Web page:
Give instant flair to your Facebook posts

by Mar 14, 2017

Give instant flair to your Facebook posts

by Mar 14, 2017

Every business knows that it has to do Facebook. But when time, staffing, and creative juices are tight, how do you make those posts count? Here are five quick ways to take them from mediocre to memorable.

1. Only post a photo that’s worth looking at

A picture really does speak a thousand words, especially online. What do yours say about your business? You don’t have to be a professional photographer, but it’s simply not enough to tap your finger on your phone screen and hope for the best, either. You may have a great new corner of your cafe to show off, but if you post a boring picture of empty tables and chairs in half-darkness it’s probably worse than posting no photo at all.

Close-up images of quirky details, people engaging with the camera, a nice mix of colours, spontaneous action behind-the-scenes – these are usually winners on social media. If nothing else, make sure your pics are well-lit and that you take an extra minute to crop out any dull bits – no one wants to see a rubbish bin, a different business’s signage, lots of empty space, or dirty plates in the frame.

2. Remember who’s reading

Your posts are an immediate way to connect with existing and potential customers, so think about what could be on their mind. Ask yourself what might have led them to be looking at your page and offer them something relevant. For example, if it’s mid-week, they might be feeling sluggish and could do with a reminder to treat themselves – whether that’s with your product, service or something your venue is offering. Perhaps a local news event has just taken place which is a good lead-in to your product. The point is, make your post as relevant as possible to your reader.

3. Put your readers centre-stage, not yourself

There’s a tricky balance between letting people know what’s going on at your business, and blowing your own horn too much. Keep in mind that (as harsh as it sounds) customers essentially care about themselves – not you. Hold their attention by putting them at the centre of your posts as much as you can, rather than your business. For example, rather than writing: “We had a sell-out night last night for our live music show. Band X played a great show”, try “You guys made it such an amazing night last night! Thank you to everyone who came and added to the great vibes.” This example (left) by biscuit manufacturer Oreo, illustrates this perfectly. And just look at the response.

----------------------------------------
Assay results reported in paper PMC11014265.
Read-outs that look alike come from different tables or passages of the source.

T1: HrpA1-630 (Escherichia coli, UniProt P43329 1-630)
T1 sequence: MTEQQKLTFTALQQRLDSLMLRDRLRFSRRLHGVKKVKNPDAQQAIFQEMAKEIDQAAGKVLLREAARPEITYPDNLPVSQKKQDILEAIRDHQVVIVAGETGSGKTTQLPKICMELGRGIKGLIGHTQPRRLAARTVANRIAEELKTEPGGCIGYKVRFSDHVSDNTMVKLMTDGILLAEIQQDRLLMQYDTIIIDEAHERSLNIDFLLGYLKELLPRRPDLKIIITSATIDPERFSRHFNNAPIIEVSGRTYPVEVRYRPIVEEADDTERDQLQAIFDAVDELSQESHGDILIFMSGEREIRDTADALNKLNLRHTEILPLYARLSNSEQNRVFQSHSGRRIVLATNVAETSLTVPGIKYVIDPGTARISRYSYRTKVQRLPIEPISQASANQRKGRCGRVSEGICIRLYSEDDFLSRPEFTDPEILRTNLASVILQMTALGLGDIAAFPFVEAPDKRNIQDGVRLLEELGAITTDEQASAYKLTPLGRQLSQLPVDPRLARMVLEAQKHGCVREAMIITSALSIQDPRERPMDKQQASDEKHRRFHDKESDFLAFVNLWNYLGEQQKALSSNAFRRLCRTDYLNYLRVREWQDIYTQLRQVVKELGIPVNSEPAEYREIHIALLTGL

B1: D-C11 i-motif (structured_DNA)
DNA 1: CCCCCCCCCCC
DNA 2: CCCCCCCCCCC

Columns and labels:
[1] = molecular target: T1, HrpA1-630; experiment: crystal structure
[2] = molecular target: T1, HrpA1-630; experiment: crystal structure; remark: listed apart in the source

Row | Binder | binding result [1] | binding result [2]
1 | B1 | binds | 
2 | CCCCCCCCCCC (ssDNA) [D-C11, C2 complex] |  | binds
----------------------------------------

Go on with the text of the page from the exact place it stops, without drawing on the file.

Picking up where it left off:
4. Tell a story

People remember stories. Your Facebook followers probably already know about the product or service you’re offering. But they’ll be more likely to remember your posts about it if you tell them some sort of story. For example, if you’re a dog trainer, a story about how your training transformed the behaviour of a dog and its relationship to its owners. Or, if you’re a cafe, perhaps one of your bread or produce suppliers is a local business which has been in the area for 20 years and is run by three brothers who make the deliveries every Tuesday blasting Guns N Roses from their truck. Tell that story, include a picture, and that makes a neat memorable post (not to mention an appreciated boost for a fellow community business).

And finally…

5. Be regular

Building rapport with customers on social media is, for better or for worse, a little bit like real-life friendships. They only grow and are worth having if you’re in touch regularly. Start to see your Facebook page as a shop floor – people want to be where the action is. So posting once a week or less, for a busy business, is the internet equivalent of having tumbleweeds blowing around in your foyer or showroom. The good news is, Facebook users tend to be very forgiving, so even if you’ve been quiet online for a while, rebuilding momentum is quick. If you’re too busy or simply don’t have the staff to post regularly you can create posts once a week in Facebook’s scheduling function and set it to publish for you automatically.

Want to find out more about managing your social media and effective content writing? Contact Alice

Get in touch